Thursday, October 13, 2011

ARCHIVED REVIEW: Best Served Cold (2/6/11)

Best Served Cold
by Joe Abercrombie

"You were a hero round these parts. That's what they call you when you kill so many people the word murderer falls short." 
— Joe Abercrombie (Best Served Cold)

After being chucked off a balcony to her (supposed) death, Monza Murcatto swears revenge on the seven men who put her there. Along the way she gathers a rag-tag band of the usual morally vague mercenaries: a self-aggrandizing poisoner and his doll-faced apprentice, an OCD thug, a foppish old enemy/friend and expert swordsman, Vitari the redheaded torturer from the First Law series, and Shivers, the Northman who is trying to be a better man, but still needs to eat. They cut a bloody swath through Styria as each of Monza's murderers fall prey to her wrath. But revenge is not as fulfilling as Monza thought.

This book is not as complex as his first trilogy, but then again, he is trying to fit a story arc into one book instead of three. It took me a while to get invested, and due to the episodic nature of the book (a section per kill) I found certain sections lost my interest.

That being said, this was yet another fantastic book! Monza and Shiver's cross character development was incredibly compelling: as one was crawling tentatively up the morality scale, the other was sliding steadily down. And again, Joe Abercombie continues to create unexpected characters, for example, the monosyllabic, OCD thug who must compulsively count everything, lives his life by what number he rolls on his dice, and wants nothing more than to go back to the rigid schedule of prison.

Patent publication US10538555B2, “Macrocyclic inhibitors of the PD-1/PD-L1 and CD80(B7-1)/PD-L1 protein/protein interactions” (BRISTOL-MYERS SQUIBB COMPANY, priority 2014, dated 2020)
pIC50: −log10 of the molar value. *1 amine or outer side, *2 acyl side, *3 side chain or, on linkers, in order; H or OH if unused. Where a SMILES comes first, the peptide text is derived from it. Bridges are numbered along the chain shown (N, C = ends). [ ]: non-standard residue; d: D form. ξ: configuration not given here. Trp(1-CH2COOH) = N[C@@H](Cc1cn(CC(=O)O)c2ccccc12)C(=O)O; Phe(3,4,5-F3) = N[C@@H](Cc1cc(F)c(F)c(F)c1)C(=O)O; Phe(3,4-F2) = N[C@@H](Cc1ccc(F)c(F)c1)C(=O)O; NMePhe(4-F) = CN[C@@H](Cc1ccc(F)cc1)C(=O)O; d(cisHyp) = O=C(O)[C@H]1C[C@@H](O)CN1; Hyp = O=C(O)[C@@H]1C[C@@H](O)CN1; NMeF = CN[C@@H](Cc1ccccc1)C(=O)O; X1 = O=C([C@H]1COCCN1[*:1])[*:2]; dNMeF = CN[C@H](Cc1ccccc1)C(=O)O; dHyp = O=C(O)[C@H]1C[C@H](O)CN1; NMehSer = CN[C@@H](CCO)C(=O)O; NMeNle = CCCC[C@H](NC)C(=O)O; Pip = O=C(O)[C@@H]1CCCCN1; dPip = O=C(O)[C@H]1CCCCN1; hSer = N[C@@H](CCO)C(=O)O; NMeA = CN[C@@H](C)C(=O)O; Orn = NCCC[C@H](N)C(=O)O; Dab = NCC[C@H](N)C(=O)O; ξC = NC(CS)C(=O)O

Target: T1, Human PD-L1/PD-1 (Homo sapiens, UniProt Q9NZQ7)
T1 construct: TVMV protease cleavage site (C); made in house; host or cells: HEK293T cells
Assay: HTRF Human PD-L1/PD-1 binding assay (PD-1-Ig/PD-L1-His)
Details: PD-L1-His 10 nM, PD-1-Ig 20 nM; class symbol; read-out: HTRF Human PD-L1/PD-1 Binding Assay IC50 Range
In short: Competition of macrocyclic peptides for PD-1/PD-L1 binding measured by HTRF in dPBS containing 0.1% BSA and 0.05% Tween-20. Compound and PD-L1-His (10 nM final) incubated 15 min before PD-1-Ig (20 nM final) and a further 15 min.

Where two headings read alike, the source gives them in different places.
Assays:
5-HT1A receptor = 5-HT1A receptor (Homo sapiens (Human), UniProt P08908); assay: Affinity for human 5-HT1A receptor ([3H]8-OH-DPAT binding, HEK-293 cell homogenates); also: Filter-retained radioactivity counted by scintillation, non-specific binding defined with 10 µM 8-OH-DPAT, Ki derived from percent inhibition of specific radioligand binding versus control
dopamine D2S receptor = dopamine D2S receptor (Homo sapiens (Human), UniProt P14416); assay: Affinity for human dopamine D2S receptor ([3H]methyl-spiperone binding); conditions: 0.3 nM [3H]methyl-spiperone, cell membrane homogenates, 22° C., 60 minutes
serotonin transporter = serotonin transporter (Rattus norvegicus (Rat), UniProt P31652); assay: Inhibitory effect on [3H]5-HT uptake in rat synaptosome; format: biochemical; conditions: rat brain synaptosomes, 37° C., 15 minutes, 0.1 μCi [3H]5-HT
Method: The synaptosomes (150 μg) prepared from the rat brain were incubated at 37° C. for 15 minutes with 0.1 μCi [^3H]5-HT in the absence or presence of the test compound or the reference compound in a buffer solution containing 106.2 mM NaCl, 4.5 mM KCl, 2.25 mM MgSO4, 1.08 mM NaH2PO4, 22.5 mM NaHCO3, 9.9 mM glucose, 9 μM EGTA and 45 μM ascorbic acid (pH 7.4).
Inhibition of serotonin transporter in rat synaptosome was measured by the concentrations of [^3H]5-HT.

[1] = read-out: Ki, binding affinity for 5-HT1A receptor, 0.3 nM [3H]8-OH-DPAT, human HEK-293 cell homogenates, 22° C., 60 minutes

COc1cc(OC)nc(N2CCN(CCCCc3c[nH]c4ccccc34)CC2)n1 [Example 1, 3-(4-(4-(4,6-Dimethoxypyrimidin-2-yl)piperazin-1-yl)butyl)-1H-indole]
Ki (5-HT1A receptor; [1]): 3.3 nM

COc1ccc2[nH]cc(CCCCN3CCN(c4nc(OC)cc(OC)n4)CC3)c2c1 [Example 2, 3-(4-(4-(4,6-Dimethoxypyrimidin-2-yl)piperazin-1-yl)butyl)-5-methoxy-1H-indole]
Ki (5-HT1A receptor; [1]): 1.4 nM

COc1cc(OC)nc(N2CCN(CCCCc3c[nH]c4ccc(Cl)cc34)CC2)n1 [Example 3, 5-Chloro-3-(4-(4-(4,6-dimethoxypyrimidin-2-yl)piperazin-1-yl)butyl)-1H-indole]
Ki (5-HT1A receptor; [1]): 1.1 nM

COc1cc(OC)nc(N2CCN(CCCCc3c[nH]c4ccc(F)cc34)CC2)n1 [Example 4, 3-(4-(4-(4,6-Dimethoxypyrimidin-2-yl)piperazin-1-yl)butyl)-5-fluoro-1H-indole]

When it comes to violence, there is no man better than Abercrombie. His training in film editing creates incredibly clear and morbidly creative fight scenes. I started to really pay attention starting with the macabre, Mardi-Gras-like slaughter at an upscale brothel.

He is also the master of plot twists. Just when you think you know the story formula, he turns the outcome on its head. Even when you think you've got Abercrombie's tricks down, he changes tactics. He then subtly drops plot hints like bread crumbs and the suspense is generated while you are waiting for the characters to realize what you have already seized upon. He creates moments where both Monza and the reader wishes to grant mercy, but he relentlessly serves the story alone, and gives no quarter.

Oddly enough, Joe Abercrombie at last gives the reader what passes in this world as a happy ending (compared to the ending of the First Law). The same ambiguity shrouds the denouement of this book as the other, but there is hope for redemption and change for good, rather than the threat of corruption. And a new player enters the game to potentially turn the tables on the evil done in the First Law Trilogy.

I definitely recommended it for those who love dark, gritty fantasy, or those who are bored with the hearts-and-flowers, "the good guys win and we all learn something uplifting about the world," done-to-death plots.

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